English Solitaire

Players: 1

Although called a board game, it is more a logical thinking puzzle.

How to Play

The object of the game is to remove all but one of the marbles and that marble should be right in the centre of the board. The board is designed with 34 dips or holes laid out in a cross or plus sign. 

To start the game place all 33 marbles or balls on the board, one in each hole except the centre hole which remains empty.  Balls are taken off one by one after a move.  A move is jumping one ball over the other horizontally or vertically, not diagonally.  The first move, therefore, has to be jumping a ball into the centre hole.  Remove the ball that has been jumped and place it on the ring round the board.  With practice it becomes easier to get down to one ball remaining on the board, but it is much more difficult to ensure that the ball is in the centre hole!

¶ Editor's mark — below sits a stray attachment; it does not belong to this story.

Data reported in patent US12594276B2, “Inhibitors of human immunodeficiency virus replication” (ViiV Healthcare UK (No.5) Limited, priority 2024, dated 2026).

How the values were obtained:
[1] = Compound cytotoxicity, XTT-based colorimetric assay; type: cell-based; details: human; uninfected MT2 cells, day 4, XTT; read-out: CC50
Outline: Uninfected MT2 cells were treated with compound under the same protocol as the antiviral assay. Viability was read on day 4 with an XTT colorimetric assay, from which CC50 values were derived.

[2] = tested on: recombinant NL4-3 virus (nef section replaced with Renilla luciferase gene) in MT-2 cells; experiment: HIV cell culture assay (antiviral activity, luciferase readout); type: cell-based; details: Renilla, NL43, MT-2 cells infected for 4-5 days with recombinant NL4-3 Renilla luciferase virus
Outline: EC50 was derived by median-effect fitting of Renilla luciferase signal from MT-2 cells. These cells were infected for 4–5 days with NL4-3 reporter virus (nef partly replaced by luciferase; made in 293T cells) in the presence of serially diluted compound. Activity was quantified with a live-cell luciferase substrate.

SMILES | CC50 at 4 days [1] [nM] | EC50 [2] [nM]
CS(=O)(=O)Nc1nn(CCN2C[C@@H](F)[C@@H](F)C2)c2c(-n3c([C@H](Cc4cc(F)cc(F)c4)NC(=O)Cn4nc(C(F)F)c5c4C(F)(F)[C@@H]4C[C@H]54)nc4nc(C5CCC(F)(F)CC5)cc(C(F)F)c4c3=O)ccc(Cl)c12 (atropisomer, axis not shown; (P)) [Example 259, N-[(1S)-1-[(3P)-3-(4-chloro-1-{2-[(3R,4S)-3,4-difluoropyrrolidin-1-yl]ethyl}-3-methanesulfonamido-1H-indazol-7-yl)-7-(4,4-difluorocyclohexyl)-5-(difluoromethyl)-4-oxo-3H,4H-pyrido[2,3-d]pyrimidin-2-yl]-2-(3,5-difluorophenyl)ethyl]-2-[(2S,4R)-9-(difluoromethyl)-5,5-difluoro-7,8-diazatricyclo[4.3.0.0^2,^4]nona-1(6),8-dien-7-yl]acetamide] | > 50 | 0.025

Simple to learn, but much harder to master - and itís also quite addictive.

For a lovely wooden solitaire set by House of Marbles set click here.

Top Tips 

  • Donít leave balls too far away from the centre or from any others.  Trying to get back to individual balls becomes more difficult as the game goes on. 
  • Plan ahead.  Try to jump over balls and land where you want to make your next move. 

The popular story that Solitaire was invented by a French count incarcerated in the Bastille in the 17th century is probably not true as there is no evidence to support it, but the game was brought to England from France in the 18th century.  It was the Rubik's cube of its time!

English Solitaire has fewer balls than French Solitaire and in the USA the game is called Peg Solitaire.

  • If you would like to contact us about any of our games, please click here.